The Virgin’s War
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"The conclusion of the Tudor Legacy series. It's 1585, and the balance of European power is tilting dangerously toward war. It will take all of Elizabeth Tudor's skill and wiles to defend England from the looming threat of the Spanish Armada. Complicating matters is Elizabeth's beloved daughter -- the result of the Queen's tempestuous marriage with her worst enemy: King Philip of Spain. As Elizabeth commits her riches, her honor, and her people to the coming war, the Queen will risk everything--even her own life--to preserve England's freedom"--
Perfect for fans of Philippa Gregory and Alison Weir, The Virgin’s Daughter is the first book in a captivating new saga about the next generation of Tudor royals, which poses the thrilling question: What if Elizabeth I, the celebrated Virgin Queen, gave birth to a legitimate heir? Since the death of her brother, William, Elizabeth I has ruled England. She’s made the necessary alliances, married Philip of Spain, and produced a successor: her only daughter, Anne Isabella, Princess of Wales. Elizabeth knows that her beloved Anabel will be a political pawn across Europe unless she can convince Philip to grant her a divorce, freeing him to remarry and give Spain its own heir. But the enemies of England have even greater plans for the princess, a plot that will put Anabel’s very life and the security of the nation in peril. Only those closest to Elizabeth—her longtime confidante Minuette, her advisor and friend Dominic, and the couple’s grown children—can be trusted to carry forth a most delicate and dangerous mission. Yet, all of the queen’s maneuverings may ultimately prove her undoing. Praise for The Virgin’s Daughter “Thrilling . . . [Laura Andersen’s] characters are well imagined and consistent, especially the Tudor siblings. . . . [The Virgin’s Daughter] balances action and plot with emotion and character development. . . . One of the best things about alternative history is that you don’t know what will happen next, and Andersen takes full advantage of that fact.”—The Roanoke Times “The plot includes many threads, yet they are weaved together flawlessly. Andersen brilliantly blends the history and historical characters we know into her wondrous new world.”—RT Book Reviews Look for special features inside. Join the Random House Reader’s Circle for author chats and more. From the Trade Paperback edition.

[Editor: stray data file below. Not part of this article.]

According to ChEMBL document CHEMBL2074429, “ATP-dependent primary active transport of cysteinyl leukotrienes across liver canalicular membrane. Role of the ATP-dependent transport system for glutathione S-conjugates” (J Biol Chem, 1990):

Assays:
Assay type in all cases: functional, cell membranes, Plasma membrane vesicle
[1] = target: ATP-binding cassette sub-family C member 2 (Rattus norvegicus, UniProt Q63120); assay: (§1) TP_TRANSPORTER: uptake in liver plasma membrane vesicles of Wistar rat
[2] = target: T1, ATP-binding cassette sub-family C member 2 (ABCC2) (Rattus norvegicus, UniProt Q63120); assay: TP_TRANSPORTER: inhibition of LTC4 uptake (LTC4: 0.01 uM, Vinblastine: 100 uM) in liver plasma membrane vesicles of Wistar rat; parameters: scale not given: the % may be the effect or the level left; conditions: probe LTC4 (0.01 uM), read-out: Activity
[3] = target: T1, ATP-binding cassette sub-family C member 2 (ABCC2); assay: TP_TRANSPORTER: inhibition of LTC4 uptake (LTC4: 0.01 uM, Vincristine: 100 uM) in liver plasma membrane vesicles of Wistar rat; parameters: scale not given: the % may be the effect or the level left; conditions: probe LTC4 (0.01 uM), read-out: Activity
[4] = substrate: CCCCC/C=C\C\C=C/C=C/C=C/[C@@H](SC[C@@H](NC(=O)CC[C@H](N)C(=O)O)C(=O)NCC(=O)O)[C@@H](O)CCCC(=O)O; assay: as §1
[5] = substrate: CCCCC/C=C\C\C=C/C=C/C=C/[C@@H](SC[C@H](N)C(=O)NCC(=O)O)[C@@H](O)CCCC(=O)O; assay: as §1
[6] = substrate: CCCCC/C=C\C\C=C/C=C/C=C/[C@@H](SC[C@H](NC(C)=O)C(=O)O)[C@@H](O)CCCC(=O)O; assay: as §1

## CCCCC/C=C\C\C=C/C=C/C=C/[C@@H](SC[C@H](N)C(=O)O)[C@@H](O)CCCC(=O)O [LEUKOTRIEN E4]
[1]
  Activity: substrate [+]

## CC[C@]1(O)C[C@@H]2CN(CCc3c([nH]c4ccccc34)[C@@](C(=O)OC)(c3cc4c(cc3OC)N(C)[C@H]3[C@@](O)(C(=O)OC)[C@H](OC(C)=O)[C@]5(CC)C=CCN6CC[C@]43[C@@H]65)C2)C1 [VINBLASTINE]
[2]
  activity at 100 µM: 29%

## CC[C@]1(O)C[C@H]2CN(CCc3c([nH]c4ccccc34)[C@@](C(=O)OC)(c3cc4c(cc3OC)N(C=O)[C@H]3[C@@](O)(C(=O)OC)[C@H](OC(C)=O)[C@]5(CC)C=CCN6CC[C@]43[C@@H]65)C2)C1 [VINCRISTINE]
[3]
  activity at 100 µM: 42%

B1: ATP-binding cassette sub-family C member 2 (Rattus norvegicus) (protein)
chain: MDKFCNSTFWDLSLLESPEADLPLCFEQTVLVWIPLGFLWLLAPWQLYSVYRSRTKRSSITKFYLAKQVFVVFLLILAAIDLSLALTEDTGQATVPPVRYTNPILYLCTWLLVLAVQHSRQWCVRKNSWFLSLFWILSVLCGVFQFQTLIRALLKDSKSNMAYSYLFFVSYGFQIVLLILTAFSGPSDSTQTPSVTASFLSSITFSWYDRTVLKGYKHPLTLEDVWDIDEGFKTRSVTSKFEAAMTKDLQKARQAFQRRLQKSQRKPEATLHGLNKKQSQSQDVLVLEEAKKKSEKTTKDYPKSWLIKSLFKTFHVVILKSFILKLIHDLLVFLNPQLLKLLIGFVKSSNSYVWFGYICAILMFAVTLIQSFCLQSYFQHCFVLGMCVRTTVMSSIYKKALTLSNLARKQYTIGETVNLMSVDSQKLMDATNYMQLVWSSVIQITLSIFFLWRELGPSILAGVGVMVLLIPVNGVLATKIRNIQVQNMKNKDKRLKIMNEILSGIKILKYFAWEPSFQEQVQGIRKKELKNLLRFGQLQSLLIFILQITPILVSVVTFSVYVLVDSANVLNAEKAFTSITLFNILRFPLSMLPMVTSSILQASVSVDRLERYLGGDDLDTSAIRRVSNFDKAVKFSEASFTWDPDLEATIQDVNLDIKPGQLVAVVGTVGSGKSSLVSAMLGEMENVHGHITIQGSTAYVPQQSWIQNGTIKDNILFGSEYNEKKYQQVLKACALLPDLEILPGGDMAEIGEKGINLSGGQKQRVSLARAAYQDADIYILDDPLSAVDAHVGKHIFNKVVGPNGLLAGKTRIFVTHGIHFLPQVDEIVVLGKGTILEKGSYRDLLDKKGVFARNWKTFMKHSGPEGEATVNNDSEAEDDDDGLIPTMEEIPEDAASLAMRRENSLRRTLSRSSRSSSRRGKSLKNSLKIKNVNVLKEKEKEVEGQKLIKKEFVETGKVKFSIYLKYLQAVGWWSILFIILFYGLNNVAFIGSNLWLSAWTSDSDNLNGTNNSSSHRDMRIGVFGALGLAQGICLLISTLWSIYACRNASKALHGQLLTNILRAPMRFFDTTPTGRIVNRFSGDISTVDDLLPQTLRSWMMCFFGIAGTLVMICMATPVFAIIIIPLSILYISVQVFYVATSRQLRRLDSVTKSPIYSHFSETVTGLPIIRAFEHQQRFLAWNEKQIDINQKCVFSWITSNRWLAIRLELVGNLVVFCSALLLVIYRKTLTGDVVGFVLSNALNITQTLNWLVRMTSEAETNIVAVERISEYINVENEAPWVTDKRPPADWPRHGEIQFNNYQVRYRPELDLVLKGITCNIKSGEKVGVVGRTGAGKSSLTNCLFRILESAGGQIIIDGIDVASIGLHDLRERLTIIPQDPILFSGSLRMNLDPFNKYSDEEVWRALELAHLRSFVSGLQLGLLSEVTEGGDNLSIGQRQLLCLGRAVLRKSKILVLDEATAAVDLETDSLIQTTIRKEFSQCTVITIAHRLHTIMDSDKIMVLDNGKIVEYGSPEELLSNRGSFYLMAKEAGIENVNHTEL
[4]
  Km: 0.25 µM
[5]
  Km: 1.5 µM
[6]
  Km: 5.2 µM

"This captivating continuation of her award-winning Boleyn King trilogy breathes immerses the reader in the dazzling Tudor court. Realistic period-details, genuine historical figures, and a stunning sense of atmosphere add depth and complexity to the seduction and glamour of the Tudor court in this spellbinding and imaginative sequel to The Virgin's Daughter."
A thorough ethnography that sweeps the reader into the world of Marian visionary Estela Ruiz, her family and followers, and the evangelizing ministries they have created in South Phoenix.
Winner of both the National Book Award and the National Book Critics Circle Award and named by the Modern Library one of the twentieth century's 100 Best Non-Fiction Books, Paul Fussell's The Great War and Modern Memory was universally acclaimed on publication in 1970. Today, Fussell's landmark study remains as original and gripping as ever: a literate, literary, and unapologetic account of the Great War, the war that changed a generation, ushered in the modern era, and revolutionized how we see the world. This brilliant work illuminates the trauma and tragedy of modern warfare in fresh, revelatory ways. Exploring the work of Siegfried Sassoon, Robert Graves, Edmund Blunden, David Jones, Isaac Rosenberg, and Wilfred Owen, Fussell supplies contexts, both actual and literary, for those writers who--with conspicuous imaginative and artistic meaning--most effectively memorialized World War I as an historical experience. Dispensing with literary theory and elevated rhetoric, Fussell grounds literary texts in the mud and trenches of World War I and shows how these poems, diaries, novels, and letters reflected the massive changes--in every area, including language itself--brought about by the cataclysm of the Great War. For generations of readers, this work has represented and embodied a model of accessible scholarship, huge ambition, hard-minded research, and haunting detail. Restored and updated, this new edition includes an introduction by historian Jay Winter that takes into account the legacy and literary career of Paul Fussell, who died in May 2012.
A timely, evocative account of a reporter's reckoning with her homeland's volatile past Growing up in the coastal city of Barranquilla, Colombia, Silvana Paternostro indulged in the typical concerns of a privileged young girl: friendships and parties, school and family. But soon it became apparent that life in Colombia would not go on as usual. Strange planes appeared overhead, the harbingers of the marijuana drug trade that would explode into cocaine wars over the next decade, and soon after, a disputed election would lead to demonstrations and kidnappings targeting the affluent landed elite—including Paternostro's family. A revolution was brewing, and the social inequalities reflected in her life would boil over into the most violent, most protracted, and most misunderstood civil war of our time. In My Colombian War, Paternostro journeys back to the place where her family and her closest friends still live, weaving authentic experience into a history of this ongoing conflict. Through interviews she allows us to witness the treacherous war zone that Colombia has become, projected on the daily lives of its citizens. Paternostro's book is a stunning, comprehensive narrative of Colombia's past and present.
War and Peace is a novel by the Russian author Leo Tolstoy, first published in 1869. The work is epic in scale and is regarded as one of the most important works of world literature. It is considered Tolstoy's finest literary achievement, along with his other major prose work Anna Karenina. This complete english version translated by Louise and Aylmer Maude was originally published in 1922. It includes all 15 books + the first and second epilogue. The Maudes are classical translators of Leo Tolstoy who worked directly with the author and gained his personal endorsement. This e-book is carefully crafted and contains a detailed table of contents.